Read a lot of datasets at once with R

July 25, 2016
By

(This article was first published on Econometrics and Free Software, and kindly contributed to R-bloggers)

I often have to read a lot of datasets at once using R. So I’ve wrote the following function to solve this issue:

read_list <- function(list_of_datasets, read_func){

        read_and_assign <- function(dataset, read_func){
                dataset_name <- as.name(dataset)
                dataset_name <- read_func(dataset)
        }

        # invisible is used to suppress the unneeded output
        output <- invisible(
                sapply(list_of_datasets,
                           read_and_assign, read_func = read_func, simplify = FALSE, USE.NAMES = TRUE))

        # Remove the extension at the end of the data set names
        names_of_datasets <- c(unlist(strsplit(list_of_datasets, "[.]"))[c(T, F)])
        names(output) <- names_of_datasets
        return(output)
}

You need to supply a list of datasets as well as the function to read the datasets to read_list. So for example to read in .csv files, you could use read.csv() (or read_csv() from the readr package, which I prefer to use), or read_dta() from the package haven for STATA files, and so on.

Now imagine you have some data in your working directory. First start by saving the name of the datasets in a variable:

data_files <- list.files(pattern = ".csv")

print(data_files)
## [1] "data_1.csv" "data_2.csv" "data_3.csv"

Now you can read all the data sets and save them in a list with read_list():

library("readr")
library("tibble")

list_of_data_sets <- read_list(data_files, read_csv)


glimpse(list_of_data_sets)
## List of 3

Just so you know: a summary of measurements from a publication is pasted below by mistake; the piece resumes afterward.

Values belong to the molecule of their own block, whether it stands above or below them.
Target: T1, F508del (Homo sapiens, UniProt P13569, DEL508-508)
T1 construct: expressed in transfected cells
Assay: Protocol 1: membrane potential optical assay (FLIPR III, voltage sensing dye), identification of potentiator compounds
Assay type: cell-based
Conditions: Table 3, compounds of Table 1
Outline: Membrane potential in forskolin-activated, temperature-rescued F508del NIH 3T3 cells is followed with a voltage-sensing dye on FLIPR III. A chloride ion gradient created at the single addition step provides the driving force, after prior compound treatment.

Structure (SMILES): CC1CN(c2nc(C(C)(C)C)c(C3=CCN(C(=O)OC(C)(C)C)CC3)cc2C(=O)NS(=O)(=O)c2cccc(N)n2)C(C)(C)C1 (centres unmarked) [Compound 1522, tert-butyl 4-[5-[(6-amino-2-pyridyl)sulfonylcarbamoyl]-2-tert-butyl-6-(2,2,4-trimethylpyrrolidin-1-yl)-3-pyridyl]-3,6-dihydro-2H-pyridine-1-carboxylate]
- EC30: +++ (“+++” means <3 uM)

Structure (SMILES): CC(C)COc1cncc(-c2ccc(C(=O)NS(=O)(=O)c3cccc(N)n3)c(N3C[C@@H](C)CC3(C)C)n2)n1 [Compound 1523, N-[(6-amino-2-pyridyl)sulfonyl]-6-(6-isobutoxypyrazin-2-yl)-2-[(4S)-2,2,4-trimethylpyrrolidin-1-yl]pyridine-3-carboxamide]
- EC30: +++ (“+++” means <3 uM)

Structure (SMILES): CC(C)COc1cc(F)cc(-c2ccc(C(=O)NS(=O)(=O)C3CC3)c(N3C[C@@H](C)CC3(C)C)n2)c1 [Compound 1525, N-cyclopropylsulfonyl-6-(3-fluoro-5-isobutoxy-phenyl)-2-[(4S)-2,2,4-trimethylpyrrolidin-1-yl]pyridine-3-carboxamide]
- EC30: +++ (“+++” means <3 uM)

##  $ data_1:Classes 'tbl_df', 'tbl' and 'data.frame':  19 obs. of  3 variables:
##   ..$ col1: chr [1:19] "0,018930679" "0,8748013128" "0,1025635934" "0,6246140983" ...
##   ..$ col2: chr [1:19] "0,0377725807" "0,5959457638" "0,4429121533" "0,558387159" ...
##   ..$ col3: chr [1:19] "0,6241767189" "0,031324594" "0,2238059868" "0,2773350732" ...
##  $ data_2:Classes 'tbl_df', 'tbl' and 'data.frame':  19 obs. of  3 variables:
##   ..$ col1: chr [1:19] "0,9098418493" "0,1127788509" "0,5818891392" "0,1011773532" ...
##   ..$ col2: chr [1:19] "0,7455905887" "0,4015039612" "0,6625796605" "0,029955339" ...
##   ..$ col3: chr [1:19] "0,327232932" "0,2784035673" "0,8092386735" "0,1216045306" ...
##  $ data_3:Classes 'tbl_df', 'tbl' and 'data.frame':  19 obs. of  3 variables:
##   ..$ col1: chr [1:19] "0,9236124896" "0,6303271761" "0,6413583054" "0,5573887416" ...
##   ..$ col2: chr [1:19] "0,2114708388" "0,6984538266" "0,0469865249" "0,9271510226" ...
##   ..$ col3: chr [1:19] "0,4941919971" "0,7391538511" "0,3876723797" "0,2815014394" ...

If you prefer not to have the datasets in a list, but rather import them into the global environment, you can change the above function like so:

read_list <- function(list_of_datasets, read_func){

        read_and_assign <- function(dataset, read_func){
                assign(dataset, read_func(dataset), envir = .GlobalEnv)
        }

        # invisible is used to suppress the unneeded output
        output <- invisible(
                sapply(list_of_datasets,
                           read_and_assign, read_func = read_func, simplify = FALSE, USE.NAMES = TRUE))

}

But I personnally don’t like this second option, but I put it here for completeness.

To leave a comment for the author, please follow the link and comment on their blog: Econometrics and Free Software.

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